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The Crohn’s girl’s guide to dealing with periods


by Emily Barr

Women with Crohn’s disease or ulcerative colitis experience even more painful symptoms of their period and Crohn’s for a few days every single month.

As if they couldn’t get any worse, ladies with Crohn’s disease or ulcerative colitis experience even more painful symptoms of not only their period, but also Crohn’s for a few days every single month. When that time of the month rolls around you can find most girls curled up in a ball clutching their stomachs, cursing their womanhood and demanding strange combinations of junk and sweet food to ease their pain. That’s right, I’m talking about periods. Before, during and after a woman’s period, she is likely to experience unpleasant symptoms such as moodiness, abdominal pain, cramps, headache, fatigue, back pain, bloating, tenderness of the breasts…the list goes on and on.

More than half of women with Crohn’s experience more severe symptoms, and are also likely to report a worsening of the already existing uncomfortable bodily functions that come with being a sufferer of this illness. The most notable symptom of Crohn’s that occurs for female patients in conjunction with their premenstrual and menstrual periods is diarrhoea. Furthermore, if you’re one of those girls who bravely endure abnormally excruciating menstrual symptoms, otherwise known as dysmenorrhoea, you’re actually more likely to also have an inflammatory bowel disorder, such as Crohn’s disease.

It is also important to note that it is not only the experience of menstruation that can be a cause of great stress and pain for those with an IBD, the time leading up to a girl getting her first period also proves troublesome. These sorts of diseases have been shown to have a direct and causal effect on the onset and progression of puberty.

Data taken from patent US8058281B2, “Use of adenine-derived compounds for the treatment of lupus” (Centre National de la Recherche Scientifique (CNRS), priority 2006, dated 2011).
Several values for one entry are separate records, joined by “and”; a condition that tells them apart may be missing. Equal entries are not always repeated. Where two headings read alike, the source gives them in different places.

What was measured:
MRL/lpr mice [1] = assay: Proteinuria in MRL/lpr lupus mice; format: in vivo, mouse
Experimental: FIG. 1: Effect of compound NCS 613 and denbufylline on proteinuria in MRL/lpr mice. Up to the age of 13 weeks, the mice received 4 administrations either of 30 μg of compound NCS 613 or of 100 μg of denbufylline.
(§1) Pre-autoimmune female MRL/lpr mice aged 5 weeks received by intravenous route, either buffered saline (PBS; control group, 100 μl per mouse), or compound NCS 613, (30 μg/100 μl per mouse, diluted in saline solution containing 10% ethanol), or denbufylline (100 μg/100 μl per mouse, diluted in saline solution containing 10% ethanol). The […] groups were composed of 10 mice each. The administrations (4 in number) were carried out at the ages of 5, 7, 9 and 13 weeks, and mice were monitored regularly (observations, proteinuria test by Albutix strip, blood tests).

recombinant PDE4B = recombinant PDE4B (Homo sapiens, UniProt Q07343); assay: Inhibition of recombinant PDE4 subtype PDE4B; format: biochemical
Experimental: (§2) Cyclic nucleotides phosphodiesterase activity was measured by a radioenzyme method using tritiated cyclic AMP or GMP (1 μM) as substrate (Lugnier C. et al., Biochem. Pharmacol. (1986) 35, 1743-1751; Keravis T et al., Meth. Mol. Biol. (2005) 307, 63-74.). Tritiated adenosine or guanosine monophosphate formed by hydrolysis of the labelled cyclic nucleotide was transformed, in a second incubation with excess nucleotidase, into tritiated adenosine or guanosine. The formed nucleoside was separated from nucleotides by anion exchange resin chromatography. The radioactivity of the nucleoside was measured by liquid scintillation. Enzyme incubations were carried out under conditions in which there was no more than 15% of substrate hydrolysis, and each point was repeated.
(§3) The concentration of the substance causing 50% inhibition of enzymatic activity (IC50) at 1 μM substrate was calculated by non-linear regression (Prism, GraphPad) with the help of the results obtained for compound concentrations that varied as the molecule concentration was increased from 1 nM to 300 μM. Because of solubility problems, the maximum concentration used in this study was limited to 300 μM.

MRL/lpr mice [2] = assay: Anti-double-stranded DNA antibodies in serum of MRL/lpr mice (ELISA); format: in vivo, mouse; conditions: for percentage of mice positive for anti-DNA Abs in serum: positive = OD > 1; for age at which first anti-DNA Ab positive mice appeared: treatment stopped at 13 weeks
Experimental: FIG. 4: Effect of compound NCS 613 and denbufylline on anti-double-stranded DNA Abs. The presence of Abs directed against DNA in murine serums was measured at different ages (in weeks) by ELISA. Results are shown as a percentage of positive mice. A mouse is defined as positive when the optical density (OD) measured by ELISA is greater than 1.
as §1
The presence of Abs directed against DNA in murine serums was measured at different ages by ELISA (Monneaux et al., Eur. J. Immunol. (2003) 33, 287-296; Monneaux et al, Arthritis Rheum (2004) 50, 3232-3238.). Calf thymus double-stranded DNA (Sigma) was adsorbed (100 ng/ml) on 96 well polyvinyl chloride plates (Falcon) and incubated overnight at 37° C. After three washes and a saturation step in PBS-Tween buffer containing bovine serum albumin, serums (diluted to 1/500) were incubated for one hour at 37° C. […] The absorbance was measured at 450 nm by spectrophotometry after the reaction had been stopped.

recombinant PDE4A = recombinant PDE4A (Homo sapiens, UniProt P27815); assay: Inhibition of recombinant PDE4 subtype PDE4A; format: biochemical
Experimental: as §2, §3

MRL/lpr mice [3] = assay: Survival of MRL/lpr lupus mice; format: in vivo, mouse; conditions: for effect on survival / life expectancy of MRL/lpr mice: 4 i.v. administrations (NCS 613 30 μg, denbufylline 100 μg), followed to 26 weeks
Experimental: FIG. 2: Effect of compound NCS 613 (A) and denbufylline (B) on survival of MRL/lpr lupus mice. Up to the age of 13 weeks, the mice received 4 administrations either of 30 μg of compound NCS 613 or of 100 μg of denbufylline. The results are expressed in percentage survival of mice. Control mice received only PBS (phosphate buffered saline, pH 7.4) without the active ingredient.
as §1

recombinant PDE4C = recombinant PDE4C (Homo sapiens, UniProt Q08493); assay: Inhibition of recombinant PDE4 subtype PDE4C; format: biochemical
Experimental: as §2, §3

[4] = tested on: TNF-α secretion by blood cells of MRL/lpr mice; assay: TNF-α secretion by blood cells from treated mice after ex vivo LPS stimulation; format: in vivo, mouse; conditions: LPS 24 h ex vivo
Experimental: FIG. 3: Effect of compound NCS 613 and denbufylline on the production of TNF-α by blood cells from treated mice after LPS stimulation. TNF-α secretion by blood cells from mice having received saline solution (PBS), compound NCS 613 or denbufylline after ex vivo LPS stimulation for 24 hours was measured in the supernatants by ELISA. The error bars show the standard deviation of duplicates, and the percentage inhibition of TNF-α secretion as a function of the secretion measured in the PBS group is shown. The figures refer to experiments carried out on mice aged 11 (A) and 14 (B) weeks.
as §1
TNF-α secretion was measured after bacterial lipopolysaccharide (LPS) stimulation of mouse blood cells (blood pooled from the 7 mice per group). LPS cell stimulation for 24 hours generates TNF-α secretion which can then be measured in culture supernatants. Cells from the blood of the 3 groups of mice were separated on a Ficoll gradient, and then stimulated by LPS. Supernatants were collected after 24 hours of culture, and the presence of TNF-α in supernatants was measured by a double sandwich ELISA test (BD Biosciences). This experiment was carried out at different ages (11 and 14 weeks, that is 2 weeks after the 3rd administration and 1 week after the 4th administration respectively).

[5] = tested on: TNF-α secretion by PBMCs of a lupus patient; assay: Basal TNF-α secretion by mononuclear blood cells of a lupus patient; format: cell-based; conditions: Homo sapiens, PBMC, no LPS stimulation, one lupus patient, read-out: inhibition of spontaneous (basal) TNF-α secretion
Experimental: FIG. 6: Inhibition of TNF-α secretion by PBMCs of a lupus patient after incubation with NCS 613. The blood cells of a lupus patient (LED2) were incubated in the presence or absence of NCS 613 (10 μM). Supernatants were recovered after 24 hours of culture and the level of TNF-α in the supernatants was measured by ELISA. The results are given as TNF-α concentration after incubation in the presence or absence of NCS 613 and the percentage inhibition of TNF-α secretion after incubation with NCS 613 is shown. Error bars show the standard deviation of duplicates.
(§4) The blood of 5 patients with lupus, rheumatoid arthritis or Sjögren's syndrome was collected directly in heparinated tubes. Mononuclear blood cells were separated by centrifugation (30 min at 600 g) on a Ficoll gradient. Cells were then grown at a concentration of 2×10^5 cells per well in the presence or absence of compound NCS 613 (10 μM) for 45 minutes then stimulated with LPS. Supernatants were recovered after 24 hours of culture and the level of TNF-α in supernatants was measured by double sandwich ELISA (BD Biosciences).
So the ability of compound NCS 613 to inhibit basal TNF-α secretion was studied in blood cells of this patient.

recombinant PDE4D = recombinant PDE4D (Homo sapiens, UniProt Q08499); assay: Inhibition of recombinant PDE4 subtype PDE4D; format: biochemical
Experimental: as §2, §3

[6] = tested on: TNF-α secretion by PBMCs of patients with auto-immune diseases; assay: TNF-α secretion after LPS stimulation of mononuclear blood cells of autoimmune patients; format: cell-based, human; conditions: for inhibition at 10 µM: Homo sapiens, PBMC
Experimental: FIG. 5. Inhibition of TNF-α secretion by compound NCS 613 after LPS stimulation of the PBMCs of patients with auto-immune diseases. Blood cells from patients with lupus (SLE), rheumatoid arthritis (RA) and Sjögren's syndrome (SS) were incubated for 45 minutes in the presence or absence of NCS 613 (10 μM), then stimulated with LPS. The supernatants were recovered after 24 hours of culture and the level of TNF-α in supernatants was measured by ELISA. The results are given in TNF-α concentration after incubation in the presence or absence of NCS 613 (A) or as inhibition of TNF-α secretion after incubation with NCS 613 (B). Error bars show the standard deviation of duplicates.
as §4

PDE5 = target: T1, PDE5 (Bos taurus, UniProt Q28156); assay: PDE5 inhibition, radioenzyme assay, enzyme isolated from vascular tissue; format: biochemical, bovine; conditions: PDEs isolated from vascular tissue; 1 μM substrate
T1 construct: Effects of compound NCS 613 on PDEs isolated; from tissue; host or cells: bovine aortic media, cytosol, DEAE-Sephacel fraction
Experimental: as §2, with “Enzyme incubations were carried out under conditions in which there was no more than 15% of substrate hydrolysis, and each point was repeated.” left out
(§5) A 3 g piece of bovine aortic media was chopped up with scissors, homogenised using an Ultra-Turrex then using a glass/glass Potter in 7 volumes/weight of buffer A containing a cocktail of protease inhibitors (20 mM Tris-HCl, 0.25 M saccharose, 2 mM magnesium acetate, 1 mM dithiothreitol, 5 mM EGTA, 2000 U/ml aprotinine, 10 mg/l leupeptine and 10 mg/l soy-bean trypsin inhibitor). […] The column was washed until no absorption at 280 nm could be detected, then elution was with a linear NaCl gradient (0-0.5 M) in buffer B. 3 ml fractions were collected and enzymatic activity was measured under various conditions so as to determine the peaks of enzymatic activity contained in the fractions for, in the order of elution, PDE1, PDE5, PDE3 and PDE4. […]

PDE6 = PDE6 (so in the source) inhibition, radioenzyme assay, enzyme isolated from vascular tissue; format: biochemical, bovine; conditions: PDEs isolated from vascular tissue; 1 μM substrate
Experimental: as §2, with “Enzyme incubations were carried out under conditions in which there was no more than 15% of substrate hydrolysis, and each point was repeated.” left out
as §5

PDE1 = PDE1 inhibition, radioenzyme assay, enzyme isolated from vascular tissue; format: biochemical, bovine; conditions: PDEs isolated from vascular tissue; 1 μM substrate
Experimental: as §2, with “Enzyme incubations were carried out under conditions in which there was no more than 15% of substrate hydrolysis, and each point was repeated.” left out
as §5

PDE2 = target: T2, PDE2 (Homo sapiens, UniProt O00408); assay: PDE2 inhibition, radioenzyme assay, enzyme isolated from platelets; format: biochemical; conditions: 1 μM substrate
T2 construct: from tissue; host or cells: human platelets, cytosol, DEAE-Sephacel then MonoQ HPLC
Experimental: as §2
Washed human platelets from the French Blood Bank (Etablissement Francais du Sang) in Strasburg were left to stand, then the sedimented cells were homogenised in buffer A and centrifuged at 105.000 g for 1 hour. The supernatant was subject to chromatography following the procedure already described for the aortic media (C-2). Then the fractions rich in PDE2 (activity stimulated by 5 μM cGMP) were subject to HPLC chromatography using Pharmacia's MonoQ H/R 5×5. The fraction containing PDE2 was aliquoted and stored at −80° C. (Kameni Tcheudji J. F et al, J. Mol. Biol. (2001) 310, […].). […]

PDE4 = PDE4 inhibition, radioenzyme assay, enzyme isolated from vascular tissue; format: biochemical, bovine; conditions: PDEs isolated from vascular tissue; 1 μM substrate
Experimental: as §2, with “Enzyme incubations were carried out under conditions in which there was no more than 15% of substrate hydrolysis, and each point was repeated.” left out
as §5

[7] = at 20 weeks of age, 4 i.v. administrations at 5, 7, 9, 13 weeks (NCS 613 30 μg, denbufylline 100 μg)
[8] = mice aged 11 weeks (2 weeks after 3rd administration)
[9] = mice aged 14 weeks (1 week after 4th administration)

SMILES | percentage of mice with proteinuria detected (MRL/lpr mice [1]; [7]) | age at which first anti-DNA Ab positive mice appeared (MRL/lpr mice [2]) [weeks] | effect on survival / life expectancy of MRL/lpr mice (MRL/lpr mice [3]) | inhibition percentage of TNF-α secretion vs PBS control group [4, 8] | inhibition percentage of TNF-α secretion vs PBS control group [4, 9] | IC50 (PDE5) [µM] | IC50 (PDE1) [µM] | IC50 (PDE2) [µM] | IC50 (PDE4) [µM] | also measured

A study published in the Journal of Paediatrics found that almost three-quarters of females with Crohn’s got their period at or after the age of 16. This is significant as it is typically expected for a girl to get her period at around the age of 12. This delayed puberty can sometimes be a trigger for social stress, anxiety and low self-esteem. Remember though, IBD patient or not, puberty is a very personal period in a young boy or girl’s life that no two people experience in exactly the same way. If you find yourself becoming preoccupied with your development in comparison to that of your peers, find comfort in the fact that, thanks to advancements in Crohn’s medication, studies demonstrate that most children with Crohn’s will eventually reach average adult heights. And in terms of periods, with time, the menstrual irregularities that women with Crohn’s suffer are also likely to dissipate, which can be attributed to medication as well.

Menstruation can be a cause of stress and pain for a woman with Crohn’s that begins in early adolescence and persists through adult life. But, this doesn’t need to be the case. By the sharing stories, information and raising awareness of the struggles endured by our brave ladies with Crohn’s, we hope to make their voices heard and allow them to seek the help they need and are worthy of.